I came across this rather interesting "Law" recently. Zawinski's Law states that “Every program attempts to expand until it can read mail. Those programs which cannot so expand are replaced by ones which can.” Coined by Jamie Zawinski (who called it the “Law of Software Envelopment”) to express his belief that all truly useful programs experience pressure to evolve into toolkits and application platforms (the mailer thing, he says, is just a side effect of that). It is commonly cited, though with widely varying degrees of accuracy.
If most of the apps are anyway destined to be toolkits/platforms/frameworks, then we better bear this in mind while designing them in the first place, even if the application was never intended to be so. Interface centric, Object Oriented, Test Driven development would go a long way in ensuring this. These three paradigms are more about discipline than some cutting edge tech stuff.
Interface Centric: This is one of the most preached, and least practiced paradigm. Design your interfaces BEFORE you design your application. Look at the Façade pattern, for help. This is not difficult, but just a matter of habit.
Object Oriented: Ok. You have read a lot about it since the days you spent programming in your diapers. So, I won't repeat all that. Just keep all the good things you learnt about OO in mind- aim to improve reusability, decrease encumberance and judiciously manage relationships between various programming entities. There is only one way of improving in this area- practice. Make lots of mistakes, get lots of crap from experienced souls and don't commit those mistakes again. And yes, one last thing- pleeeeeease document your OO thoughts. Take your pick on how to do it- UML, design docs, code comments (or a combination of these), but DO IT.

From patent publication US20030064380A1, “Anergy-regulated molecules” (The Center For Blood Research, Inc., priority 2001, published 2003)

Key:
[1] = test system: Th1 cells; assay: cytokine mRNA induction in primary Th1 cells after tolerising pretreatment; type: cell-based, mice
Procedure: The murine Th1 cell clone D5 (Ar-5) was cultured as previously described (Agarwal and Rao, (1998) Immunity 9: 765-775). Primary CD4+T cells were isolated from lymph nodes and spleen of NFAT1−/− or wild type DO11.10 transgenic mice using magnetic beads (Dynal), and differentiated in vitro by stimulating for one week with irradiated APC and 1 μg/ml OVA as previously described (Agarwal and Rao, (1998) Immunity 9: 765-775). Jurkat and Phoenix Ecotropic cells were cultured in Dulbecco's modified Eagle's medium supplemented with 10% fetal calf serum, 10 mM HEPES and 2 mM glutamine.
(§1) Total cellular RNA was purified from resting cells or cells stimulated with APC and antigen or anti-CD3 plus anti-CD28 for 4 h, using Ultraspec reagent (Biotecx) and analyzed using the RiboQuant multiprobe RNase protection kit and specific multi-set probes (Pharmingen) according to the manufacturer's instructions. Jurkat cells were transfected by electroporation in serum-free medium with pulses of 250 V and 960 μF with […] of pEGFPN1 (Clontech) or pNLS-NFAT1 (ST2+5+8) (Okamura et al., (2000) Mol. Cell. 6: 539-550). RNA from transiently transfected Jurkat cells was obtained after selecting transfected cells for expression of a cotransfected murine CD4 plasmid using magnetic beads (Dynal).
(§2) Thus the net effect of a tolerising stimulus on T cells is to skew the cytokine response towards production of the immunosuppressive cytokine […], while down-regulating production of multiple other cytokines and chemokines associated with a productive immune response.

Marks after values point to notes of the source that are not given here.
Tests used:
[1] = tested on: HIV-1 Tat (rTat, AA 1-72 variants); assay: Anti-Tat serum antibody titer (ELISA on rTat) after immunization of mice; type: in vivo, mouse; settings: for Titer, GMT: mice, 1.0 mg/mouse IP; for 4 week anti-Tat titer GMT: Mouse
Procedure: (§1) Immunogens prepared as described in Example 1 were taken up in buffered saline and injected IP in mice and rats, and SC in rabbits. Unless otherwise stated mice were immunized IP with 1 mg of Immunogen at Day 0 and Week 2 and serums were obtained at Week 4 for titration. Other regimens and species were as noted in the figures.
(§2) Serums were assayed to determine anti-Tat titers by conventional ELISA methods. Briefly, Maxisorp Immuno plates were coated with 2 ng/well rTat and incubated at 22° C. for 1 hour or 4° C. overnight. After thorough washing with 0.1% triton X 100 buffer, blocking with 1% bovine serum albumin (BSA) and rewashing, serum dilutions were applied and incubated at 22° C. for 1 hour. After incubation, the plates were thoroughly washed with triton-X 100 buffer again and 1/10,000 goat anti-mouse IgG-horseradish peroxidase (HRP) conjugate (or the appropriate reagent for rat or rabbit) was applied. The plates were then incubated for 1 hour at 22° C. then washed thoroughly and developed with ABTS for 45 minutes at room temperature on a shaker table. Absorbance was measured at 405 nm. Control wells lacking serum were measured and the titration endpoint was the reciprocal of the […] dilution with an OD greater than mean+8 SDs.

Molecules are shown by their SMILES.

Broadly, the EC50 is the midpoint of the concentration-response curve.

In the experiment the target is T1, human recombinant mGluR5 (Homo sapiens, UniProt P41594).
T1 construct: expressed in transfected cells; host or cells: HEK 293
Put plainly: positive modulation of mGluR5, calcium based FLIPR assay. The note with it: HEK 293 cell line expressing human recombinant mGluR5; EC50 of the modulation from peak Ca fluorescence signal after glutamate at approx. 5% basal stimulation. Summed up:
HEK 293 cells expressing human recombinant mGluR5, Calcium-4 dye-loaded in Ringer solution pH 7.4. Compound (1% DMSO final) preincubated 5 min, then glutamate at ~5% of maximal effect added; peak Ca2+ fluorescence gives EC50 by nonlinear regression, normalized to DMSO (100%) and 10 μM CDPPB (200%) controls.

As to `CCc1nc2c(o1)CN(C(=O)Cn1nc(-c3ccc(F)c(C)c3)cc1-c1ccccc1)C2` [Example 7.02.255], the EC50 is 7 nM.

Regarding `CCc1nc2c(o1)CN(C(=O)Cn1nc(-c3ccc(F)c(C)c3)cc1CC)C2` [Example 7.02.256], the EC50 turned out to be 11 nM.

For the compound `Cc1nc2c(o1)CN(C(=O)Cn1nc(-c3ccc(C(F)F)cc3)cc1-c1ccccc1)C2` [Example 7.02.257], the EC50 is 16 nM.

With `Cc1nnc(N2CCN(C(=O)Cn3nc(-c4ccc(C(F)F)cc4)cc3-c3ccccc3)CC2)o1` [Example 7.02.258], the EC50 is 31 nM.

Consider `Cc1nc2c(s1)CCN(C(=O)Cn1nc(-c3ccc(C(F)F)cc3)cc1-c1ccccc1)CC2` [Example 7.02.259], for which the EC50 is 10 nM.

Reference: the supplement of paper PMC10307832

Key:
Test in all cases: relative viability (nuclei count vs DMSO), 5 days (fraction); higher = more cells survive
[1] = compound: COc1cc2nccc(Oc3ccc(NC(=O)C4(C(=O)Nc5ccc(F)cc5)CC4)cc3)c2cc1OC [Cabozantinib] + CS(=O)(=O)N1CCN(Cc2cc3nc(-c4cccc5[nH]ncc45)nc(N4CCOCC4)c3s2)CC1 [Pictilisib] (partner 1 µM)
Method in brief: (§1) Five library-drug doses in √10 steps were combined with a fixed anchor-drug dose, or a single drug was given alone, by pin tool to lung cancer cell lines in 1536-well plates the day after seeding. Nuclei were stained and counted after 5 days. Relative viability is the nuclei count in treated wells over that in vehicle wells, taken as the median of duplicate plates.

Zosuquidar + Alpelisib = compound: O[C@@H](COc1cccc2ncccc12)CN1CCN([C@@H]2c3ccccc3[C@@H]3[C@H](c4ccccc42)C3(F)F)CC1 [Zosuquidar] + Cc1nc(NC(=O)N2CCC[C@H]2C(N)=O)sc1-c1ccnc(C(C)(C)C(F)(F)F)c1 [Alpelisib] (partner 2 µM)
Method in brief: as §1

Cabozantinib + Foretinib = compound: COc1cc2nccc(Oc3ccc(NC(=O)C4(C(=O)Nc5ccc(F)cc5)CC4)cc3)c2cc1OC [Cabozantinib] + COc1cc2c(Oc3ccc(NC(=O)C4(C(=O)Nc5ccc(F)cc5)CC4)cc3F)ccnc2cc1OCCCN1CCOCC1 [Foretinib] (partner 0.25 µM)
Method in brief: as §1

Test Driven: So, you have designed your interfaces. You have designed your application around those interfaces. Now what? Write code. Right? Wrong. This is when you should define your test cases and automate them using unit test scripts. Application programming should just be a mode to pass these tests. Some argue that the Test Driven approach gives Development Myopia and people fail to see well into the future. My take on it is, if you use it along with the paradigms I cited above your myopia is prevented. You may or may not use tools like NUnit or JUnit. You may just write your test scripts in shell script or Perl. As long as you have a well maintained test bed that ensures good coverage of your code (there are tools for that too, like Ncover for .NET), you are safe and sound. In practice, the challenge is not in writing the unit tests but maintaining them through changes and across versions. That takes lot of discipline and…nothing else.
But, all this homily is easily forgotten. The only way to ensure that your development automobile doesn't get hijacked (by deadline pressures, for example) is to put it on well designed rails, guarded by controllers and traffic signals. Those rails are called "Processes". Those controllers are called "Reviewers". Those traffic signals are called "Management Checkpoints".
In conclusion, if you have processes that promote Interface Centric, Object Oriented, Test based software development that is guarded by Reviewers and controlled using carefully designed Management Checkpoints, your project may still go to dogs, but the chances are vastly reduced. Vastly.
PS: Please also read two of my earlier posts (linked below) in conjunction with this one to get a good view of what I preach as sound and sane software development practice:
Seven Rules to Guarantee Project Failure
12 Steps to better code